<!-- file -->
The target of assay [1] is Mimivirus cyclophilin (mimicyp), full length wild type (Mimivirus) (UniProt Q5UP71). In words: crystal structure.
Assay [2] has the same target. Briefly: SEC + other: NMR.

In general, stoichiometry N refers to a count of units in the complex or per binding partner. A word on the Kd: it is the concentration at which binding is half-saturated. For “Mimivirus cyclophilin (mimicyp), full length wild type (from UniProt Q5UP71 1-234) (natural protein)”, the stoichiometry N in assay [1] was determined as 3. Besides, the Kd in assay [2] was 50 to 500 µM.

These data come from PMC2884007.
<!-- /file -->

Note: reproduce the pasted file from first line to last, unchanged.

The target of assay [1] is Mimivirus cyclophilin (mimicyp), full length wild type (Mimivirus) (UniProt Q5UP71). In words: crystal structure.
Assay [2] has the same target. Briefly: SEC + other: NMR.

In general, stoichiometry N refers to a count of units in the complex or per binding partner. A word on the Kd: it is the concentration at which binding is half-saturated. For “Mimivirus cyclophilin (mimicyp), full length wild type (from UniProt Q5UP71 1-234) (natural protein)”, the stoichiometry N in assay [1] was determined as 3. Besides, the Kd in assay [2] was 50 to 500 µM.

These data come from PMC2884007.